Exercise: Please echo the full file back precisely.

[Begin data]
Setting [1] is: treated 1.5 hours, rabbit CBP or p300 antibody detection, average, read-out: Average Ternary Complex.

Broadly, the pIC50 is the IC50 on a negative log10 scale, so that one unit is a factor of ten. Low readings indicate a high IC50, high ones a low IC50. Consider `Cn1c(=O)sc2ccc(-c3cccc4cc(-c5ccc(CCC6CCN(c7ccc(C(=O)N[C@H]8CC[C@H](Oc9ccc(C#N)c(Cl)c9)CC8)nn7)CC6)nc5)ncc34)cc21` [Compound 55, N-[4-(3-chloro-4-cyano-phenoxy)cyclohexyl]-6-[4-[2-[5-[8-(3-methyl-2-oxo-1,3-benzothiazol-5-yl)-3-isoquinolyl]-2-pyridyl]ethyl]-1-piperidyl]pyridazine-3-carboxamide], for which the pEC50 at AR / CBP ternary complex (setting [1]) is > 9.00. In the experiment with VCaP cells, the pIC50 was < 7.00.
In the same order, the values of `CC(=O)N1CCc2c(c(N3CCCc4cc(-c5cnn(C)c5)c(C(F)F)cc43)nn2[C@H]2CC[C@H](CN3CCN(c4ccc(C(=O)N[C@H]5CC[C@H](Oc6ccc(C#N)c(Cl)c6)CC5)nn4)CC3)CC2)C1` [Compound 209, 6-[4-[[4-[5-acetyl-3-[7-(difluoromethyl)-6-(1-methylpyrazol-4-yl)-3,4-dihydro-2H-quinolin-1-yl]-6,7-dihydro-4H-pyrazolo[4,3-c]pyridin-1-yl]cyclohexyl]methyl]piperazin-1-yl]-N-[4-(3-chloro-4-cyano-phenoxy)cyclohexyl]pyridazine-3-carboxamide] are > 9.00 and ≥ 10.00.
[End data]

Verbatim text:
Setting [1] is: treated 1.5 hours, rabbit CBP or p300 antibody detection, average, read-out: Average Ternary Complex.

Broadly, the pIC50 is the IC50 on a negative log10 scale, so that one unit is a factor of ten. Low readings indicate a high IC50, high ones a low IC50. Consider `Cn1c(=O)sc2ccc(-c3cccc4cc(-c5ccc(CCC6CCN(c7ccc(C(=O)N[C@H]8CC[C@H](Oc9ccc(C#N)c(Cl)c9)CC8)nn7)CC6)nc5)ncc34)cc21` [Compound 55, N-[4-(3-chloro-4-cyano-phenoxy)cyclohexyl]-6-[4-[2-[5-[8-(3-methyl-2-oxo-1,3-benzothiazol-5-yl)-3-isoquinolyl]-2-pyridyl]ethyl]-1-piperidyl]pyridazine-3-carboxamide], for which the pEC50 at AR / CBP ternary complex (setting [1]) is > 9.00. In the experiment with VCaP cells, the pIC50 was < 7.00.
In the same order, the values of `CC(=O)N1CCc2c(c(N3CCCc4cc(-c5cnn(C)c5)c(C(F)F)cc43)nn2[C@H]2CC[C@H](CN3CCN(c4ccc(C(=O)N[C@H]5CC[C@H](Oc6ccc(C#N)c(Cl)c6)CC5)nn4)CC3)CC2)C1` [Compound 209, 6-[4-[[4-[5-acetyl-3-[7-(difluoromethyl)-6-(1-methylpyrazol-4-yl)-3,4-dihydro-2H-quinolin-1-yl]-6,7-dihydro-4H-pyrazolo[4,3-c]pyridin-1-yl]cyclohexyl]methyl]piperazin-1-yl]-N-[4-(3-chloro-4-cyano-phenoxy)cyclohexyl]pyridazine-3-carboxamide] are > 9.00 and ≥ 10.00.